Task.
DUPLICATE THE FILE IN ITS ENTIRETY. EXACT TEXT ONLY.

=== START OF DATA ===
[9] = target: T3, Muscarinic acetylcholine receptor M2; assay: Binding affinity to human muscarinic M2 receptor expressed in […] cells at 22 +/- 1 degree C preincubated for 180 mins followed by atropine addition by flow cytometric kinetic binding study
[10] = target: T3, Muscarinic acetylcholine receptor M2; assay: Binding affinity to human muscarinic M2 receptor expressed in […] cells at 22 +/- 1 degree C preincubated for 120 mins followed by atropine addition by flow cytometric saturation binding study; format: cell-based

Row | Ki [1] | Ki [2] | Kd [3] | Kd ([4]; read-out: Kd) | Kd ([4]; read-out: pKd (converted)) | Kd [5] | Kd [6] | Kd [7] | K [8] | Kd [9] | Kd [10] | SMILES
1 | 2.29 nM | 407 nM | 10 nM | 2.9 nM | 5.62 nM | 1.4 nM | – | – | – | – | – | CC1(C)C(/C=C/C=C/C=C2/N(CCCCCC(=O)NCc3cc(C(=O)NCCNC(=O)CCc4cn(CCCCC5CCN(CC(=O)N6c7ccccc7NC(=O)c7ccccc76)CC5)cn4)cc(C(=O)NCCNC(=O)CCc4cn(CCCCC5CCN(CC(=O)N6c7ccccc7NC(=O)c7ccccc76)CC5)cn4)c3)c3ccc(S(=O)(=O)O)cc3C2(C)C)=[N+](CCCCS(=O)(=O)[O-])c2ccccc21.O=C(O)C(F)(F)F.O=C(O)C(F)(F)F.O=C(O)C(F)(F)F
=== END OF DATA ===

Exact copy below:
[9] = target: T3, Muscarinic acetylcholine receptor M2; assay: Binding affinity to human muscarinic M2 receptor expressed in […] cells at 22 +/- 1 degree C preincubated for 180 mins followed by atropine addition by flow cytometric kinetic binding study
[10] = target: T3, Muscarinic acetylcholine receptor M2; assay: Binding affinity to human muscarinic M2 receptor expressed in […] cells at 22 +/- 1 degree C preincubated for 120 mins followed by atropine addition by flow cytometric saturation binding study; format: cell-based

Row | Ki [1] | Ki [2] | Kd [3] | Kd ([4]; read-out: Kd) | Kd ([4]; read-out: pKd (converted)) | Kd [5] | Kd [6] | Kd [7] | K [8] | Kd [9] | Kd [10] | SMILES
1 | 2.29 nM | 407 nM | 10 nM | 2.9 nM | 5.62 nM | 1.4 nM | – | – | – | – | – | CC1(C)C(/C=C/C=C/C=C2/N(CCCCCC(=O)NCc3cc(C(=O)NCCNC(=O)CCc4cn(CCCCC5CCN(CC(=O)N6c7ccccc7NC(=O)c7ccccc76)CC5)cn4)cc(C(=O)NCCNC(=O)CCc4cn(CCCCC5CCN(CC(=O)N6c7ccccc7NC(=O)c7ccccc76)CC5)cn4)c3)c3ccc(S(=O)(=O)O)cc3C2(C)C)=[N+](CCCCS(=O)(=O)[O-])c2ccccc21.O=C(O)C(F)(F)F.O=C(O)C(F)(F)F.O=C(O)C(F)(F)F